This paper explores the culture of tax compliance in South Africa. The conventional explanation is that people pay because they have to. This would suggest that the recent dramatic increase in collections by the South African Revenue Service (SARS) is attributable to increases in technical efficiency that have improved enforcement. But this explanation may be insufficient. Internationally, increases on the scale achieved by SARS are unusual. Moreover, the techniques employed by SARS have been used by other revenue authorities, with much less success. This suggests that compliance with paying tax is not just due to coercion. In other spheres of public life, the common assumption is that people tend to obey the rules whether or not they are forced to do so. The paper suggests that a similar view of human motivation applies in the case of tax. Efficiency of collection may matter, but only if a culture conducive to payment already exists.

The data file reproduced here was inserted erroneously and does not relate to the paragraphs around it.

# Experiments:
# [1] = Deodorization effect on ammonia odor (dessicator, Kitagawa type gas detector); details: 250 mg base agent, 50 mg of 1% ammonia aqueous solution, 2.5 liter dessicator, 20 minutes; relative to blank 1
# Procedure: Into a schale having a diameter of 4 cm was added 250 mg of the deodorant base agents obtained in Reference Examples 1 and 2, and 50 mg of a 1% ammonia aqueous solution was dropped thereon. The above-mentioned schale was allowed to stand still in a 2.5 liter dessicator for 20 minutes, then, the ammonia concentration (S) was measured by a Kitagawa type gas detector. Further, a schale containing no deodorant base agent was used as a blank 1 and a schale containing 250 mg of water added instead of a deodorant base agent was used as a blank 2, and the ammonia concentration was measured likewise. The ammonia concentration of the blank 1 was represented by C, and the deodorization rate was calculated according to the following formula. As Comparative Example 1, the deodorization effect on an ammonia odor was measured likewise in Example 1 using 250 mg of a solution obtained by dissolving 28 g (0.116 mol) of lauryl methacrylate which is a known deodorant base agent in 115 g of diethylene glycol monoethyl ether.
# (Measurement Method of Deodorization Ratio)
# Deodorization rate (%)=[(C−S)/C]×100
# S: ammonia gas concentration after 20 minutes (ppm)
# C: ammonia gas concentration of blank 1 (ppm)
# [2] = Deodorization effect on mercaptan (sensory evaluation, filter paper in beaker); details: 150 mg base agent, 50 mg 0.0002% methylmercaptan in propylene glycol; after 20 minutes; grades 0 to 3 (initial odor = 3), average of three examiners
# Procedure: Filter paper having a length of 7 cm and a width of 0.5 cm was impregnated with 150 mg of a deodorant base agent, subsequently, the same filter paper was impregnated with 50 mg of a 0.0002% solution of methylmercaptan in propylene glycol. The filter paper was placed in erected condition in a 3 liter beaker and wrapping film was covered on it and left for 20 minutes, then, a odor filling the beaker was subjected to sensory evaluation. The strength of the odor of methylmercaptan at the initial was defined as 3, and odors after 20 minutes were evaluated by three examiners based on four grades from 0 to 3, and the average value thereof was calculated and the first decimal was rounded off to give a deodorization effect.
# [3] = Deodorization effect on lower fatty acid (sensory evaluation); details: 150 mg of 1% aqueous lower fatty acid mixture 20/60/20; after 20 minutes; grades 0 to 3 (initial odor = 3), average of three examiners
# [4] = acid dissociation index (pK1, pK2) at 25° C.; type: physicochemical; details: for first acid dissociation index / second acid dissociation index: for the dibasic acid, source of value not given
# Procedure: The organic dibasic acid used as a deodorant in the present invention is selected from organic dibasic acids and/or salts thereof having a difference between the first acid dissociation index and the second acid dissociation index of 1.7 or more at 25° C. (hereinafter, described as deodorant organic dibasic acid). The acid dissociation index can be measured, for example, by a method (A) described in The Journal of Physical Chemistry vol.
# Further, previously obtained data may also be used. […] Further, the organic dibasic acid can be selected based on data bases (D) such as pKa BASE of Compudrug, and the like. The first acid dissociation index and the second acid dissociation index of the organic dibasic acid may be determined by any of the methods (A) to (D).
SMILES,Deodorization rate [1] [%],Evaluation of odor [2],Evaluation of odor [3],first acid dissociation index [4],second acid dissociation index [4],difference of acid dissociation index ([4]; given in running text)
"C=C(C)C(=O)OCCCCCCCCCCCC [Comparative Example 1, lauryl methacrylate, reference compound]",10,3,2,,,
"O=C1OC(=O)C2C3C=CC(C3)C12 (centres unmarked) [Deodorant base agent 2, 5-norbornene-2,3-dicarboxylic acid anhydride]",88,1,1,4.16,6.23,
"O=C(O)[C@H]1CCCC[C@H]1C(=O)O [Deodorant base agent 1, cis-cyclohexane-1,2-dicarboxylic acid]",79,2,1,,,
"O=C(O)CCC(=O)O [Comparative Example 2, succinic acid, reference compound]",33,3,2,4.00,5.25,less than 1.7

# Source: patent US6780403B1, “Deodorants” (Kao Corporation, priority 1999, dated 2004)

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Brighton, UK: Institute of Development Studies, 2 pp.